PRESS: Guardian Project's Nathan Freitas to keynote LibrePlanet 2021
Visit the conference Web site at https://libreplanet.org/2021/.
Attendees are encouraged to register at https://libreplanet.org/2021/register/.
Founded by Freitas, Guardian Project is most known for its Orbot app, which allows the anonymity-preserving proxy Tor to be easily used on mobile phones running Android. Freitas also collaborated with past LibrePlanet keynote speaker Edward Snowden on the Haven app, which is used as an off-grid solution to detect breaches or intrusions into a physical space, protecting those who are at the highest risk of surveillance and personal danger.
When asked to comment on this year's conference theme of "Empowering Users," Freitas stated, "In today's world, the 'user' might be a developer in search of a better way to secure the data and communications of their app, a human rights organization protecting their network of advocates and activists, or simply a person trying to gain back a bit of privacy and dignity online. Rather than offer packaged, off the shelf 'Privacy Plus Pro' black box solutions, we must integrate privacy and security into the entire ecosystem of technology."
At this year's LibrePlanet conference, Freitas will discuss his experience bringing freedom and privacy to Android users in the form of programs including Tor, GNU Privacy Guard (GnuPG), and FFmpeg, in addition to his work leading the Guardian Project as it delivered free, privacy-protecting apps like Orbot, OnionBrowser, and Haven to millions of users around the world. Freitas says, "We at Guardian Project have been pretty busy for the last decade. Through ups and downs, iterations and improvements, we have a lot of interesting stories to tell about where we've been, and where we are headed."
Zoë Kooyman, program manager for the FSF, said, "Nathan Freitas is the ideal speaker to be keynoting on the theme 'Empowering Users,' because his work has done just that. Giving back autonomy to users of mobile phones through free software apps that protect their privacy and freedom is imperative to the future of free software. We're proud to have Nathan join our lineup this year."
Two more keynote speakers, along with the full schedule, will be announced in the coming days.
Thousands of people all over the world have attended LibrePlanet over the years, and although the novel coronavirus pandemic forced the FSF to hold LibrePlanet 2020 remotely, an engaging conference was held without compromising the FSF's principles of software freedom. Hundreds of recorded talks from past years of the conference can also be viewed in the LibrePlanet video library, providing a wealth of information on free software advocacy, development, and the free software community itself.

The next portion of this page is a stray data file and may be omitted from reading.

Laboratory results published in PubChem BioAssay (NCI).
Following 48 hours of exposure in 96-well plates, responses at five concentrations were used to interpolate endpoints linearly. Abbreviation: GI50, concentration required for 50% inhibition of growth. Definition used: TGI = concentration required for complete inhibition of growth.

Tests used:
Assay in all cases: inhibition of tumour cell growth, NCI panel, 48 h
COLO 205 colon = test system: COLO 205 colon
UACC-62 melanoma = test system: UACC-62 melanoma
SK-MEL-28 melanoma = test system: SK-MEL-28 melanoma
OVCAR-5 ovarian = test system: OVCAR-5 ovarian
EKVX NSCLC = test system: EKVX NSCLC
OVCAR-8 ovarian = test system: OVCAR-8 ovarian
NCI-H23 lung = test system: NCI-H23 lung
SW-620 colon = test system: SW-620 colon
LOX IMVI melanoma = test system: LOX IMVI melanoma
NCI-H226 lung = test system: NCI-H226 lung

LibrePlanet is the annual conference of the Free Software Foundation. Over the last decade, LibrePlanet has blossomed from a small gathering of FSF associate members into a vibrant multi-day event that attracts a broad audience of people who are interested in the values of software freedom. LibrePlanet 2021 will be held remotely on March 20 and 21, 2021. To sign up for announcements about LibrePlanet 2021, visit the Web site. To discuss LibrePlanet topics or to get involved, join the discussion list.
For information on how your company can sponsor LibrePlanet or participate in the virtual exhibit hall, email firstname.lastname@example.org.
Keynotes at LibrePlanet 2020 included Internet Archive founder Brewster Kahle, Public Lab executive director Shannon Dosemagen, and a panel of young free software hackers: Alyssa Rosenzweig, Taowa, and Erin Moon.
About the Free Software Foundation
The Free Software Foundation, founded in 1985, is dedicated to promoting computer users' right to use, study, copy, modify, and redistribute computer programs. The FSF promotes the development and use of free (as in freedom) software -- particularly the GNU operating system and its GNU/Linux variants -- and free documentation for free software. The FSF also helps to spread awareness of the ethical and political issues of freedom in the use of software, and its Web sites, located at https://www.fsf.org and https://www.gnu.org, are an important source of information about GNU/Linux. Donations to support the FSF's work can be made at https://donate.fsf.org. Its headquarters are in Boston, MA, USA.
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Photo Courtesy Martin Risseeuw